Back in the days when I had more disposable income to spend on role-playing games, I had a set of books titled Central Casting. Each book was a series of tables for randomly rolling up backgrounds for your RPG characters, and each one was skewed to a different millieu: Heroic Fantasy, Modern Day, and Futuristic.
My friend Cath, who with her husband ran our CHAMPIONS group did not think much of Central Casting; she was a high school English teacher when not crafting cosplay outfits or devising sub-plots for their super-hero campaigns, and had a low opinion of subjugating the creative process to the roll of the dice.
I thought the books were fun to play with, but I found using the tables in them to be a bit wonky. For some reason, every time I rolled up a character background with Central Casting, the character always wound up with a tattoo. I lost interest in the books fairly quickly.
My friend Scott, who shared the apartment with me and my Wacky Brother Steeve, liked the books. He was an aspiring writer and he looked on them not as a gaming tool, but as a writer's resource.
Writing and running RPG's have some important differences; most significantly that the latter is a collaborative process and the former is done by the writer alone, sweating out the narrative one word at a time. But they also have points of similarity, and one of them is that both require characters.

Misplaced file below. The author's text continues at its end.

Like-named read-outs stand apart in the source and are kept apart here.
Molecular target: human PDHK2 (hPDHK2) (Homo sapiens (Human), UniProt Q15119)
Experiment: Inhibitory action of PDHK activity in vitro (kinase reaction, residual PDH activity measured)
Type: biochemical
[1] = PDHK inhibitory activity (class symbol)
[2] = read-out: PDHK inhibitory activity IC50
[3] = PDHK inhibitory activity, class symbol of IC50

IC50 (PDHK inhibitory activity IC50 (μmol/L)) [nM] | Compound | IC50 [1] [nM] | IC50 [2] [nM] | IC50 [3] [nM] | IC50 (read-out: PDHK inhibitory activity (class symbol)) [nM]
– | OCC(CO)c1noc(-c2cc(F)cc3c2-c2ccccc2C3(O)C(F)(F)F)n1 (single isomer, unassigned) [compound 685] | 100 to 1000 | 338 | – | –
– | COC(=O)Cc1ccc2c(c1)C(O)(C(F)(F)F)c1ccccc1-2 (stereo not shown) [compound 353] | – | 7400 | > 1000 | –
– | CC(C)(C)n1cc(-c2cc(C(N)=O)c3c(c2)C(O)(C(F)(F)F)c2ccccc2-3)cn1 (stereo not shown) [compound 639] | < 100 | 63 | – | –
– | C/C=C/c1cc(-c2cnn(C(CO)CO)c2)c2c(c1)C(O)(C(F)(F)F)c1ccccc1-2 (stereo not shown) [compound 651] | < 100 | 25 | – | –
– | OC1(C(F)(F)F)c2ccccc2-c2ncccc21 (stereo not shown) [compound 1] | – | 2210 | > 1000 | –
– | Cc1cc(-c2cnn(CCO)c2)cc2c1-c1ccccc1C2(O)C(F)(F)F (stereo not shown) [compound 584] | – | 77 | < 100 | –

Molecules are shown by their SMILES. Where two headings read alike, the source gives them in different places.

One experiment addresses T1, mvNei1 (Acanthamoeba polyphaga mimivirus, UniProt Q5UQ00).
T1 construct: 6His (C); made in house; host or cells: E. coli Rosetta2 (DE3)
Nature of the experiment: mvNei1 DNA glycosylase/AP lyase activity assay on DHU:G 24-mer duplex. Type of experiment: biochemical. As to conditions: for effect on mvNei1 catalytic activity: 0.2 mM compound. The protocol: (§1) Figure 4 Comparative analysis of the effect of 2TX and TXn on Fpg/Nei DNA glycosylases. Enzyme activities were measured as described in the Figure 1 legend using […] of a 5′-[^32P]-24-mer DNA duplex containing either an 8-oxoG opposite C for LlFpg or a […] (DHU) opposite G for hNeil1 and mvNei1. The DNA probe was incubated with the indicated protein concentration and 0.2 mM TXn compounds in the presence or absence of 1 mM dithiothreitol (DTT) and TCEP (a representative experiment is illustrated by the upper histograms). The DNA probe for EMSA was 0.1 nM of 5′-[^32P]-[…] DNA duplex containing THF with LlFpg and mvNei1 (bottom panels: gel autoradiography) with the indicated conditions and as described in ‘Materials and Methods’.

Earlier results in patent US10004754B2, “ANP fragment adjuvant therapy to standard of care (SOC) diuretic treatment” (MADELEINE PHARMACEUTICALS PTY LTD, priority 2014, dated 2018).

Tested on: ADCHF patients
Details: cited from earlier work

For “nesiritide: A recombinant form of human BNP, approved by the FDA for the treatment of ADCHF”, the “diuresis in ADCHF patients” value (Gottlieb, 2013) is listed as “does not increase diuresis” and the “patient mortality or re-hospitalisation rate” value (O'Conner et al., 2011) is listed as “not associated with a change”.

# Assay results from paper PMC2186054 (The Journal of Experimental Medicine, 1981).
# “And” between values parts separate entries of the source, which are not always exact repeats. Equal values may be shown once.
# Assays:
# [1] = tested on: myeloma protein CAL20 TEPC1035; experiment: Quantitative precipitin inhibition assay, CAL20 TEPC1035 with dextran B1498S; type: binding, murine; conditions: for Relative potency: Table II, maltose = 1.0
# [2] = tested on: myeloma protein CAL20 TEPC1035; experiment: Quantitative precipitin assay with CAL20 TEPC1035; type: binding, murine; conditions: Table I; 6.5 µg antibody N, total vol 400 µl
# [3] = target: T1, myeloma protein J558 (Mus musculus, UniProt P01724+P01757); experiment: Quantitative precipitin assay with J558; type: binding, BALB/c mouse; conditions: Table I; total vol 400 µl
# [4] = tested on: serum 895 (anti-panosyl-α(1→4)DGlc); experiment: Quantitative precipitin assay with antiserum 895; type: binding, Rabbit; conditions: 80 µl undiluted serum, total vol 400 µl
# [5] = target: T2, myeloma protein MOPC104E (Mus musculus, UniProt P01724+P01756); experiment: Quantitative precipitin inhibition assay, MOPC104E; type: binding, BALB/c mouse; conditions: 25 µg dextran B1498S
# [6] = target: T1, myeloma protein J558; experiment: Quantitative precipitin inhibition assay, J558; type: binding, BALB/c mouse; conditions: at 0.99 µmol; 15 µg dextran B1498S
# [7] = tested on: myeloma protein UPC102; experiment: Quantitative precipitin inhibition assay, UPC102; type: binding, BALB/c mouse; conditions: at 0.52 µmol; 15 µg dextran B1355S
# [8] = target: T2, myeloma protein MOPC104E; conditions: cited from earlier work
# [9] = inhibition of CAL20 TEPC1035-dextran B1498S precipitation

I happen to like character-building, and the process of assembling an RPG character always gives me a better handle on how the system's game mechanics work. Each game system have different criteria for what goes on the "character sheet", that is, what aspects of the character need to be established beforehand.
In that way, they're a bit like the advice I've sometimes seen for writers to make up questionnaires or checklists for each character: What color are the character's eyes? Does he have any brothers or sisters? Does she have any interesting tattoos?
Running the protagonist of your story through an RPG's Character Generation Process can serve a similar purpose: to help you nail down important aspects of the character's personality, background and abilities in order to give you a better sense of who that character is, and how they might react to various situations.
Granted, I have never tried this myself; I have never deliberately used an RPG system to flesh out a character for one of my stories, except indirectly, in cases where I'm writing a story adapted from a previous game. But it seems to me that doing it this way is at least as helpful as following a Character Checklist, and has the advantage that the character traits it asks for are ones likely to impact the narrative.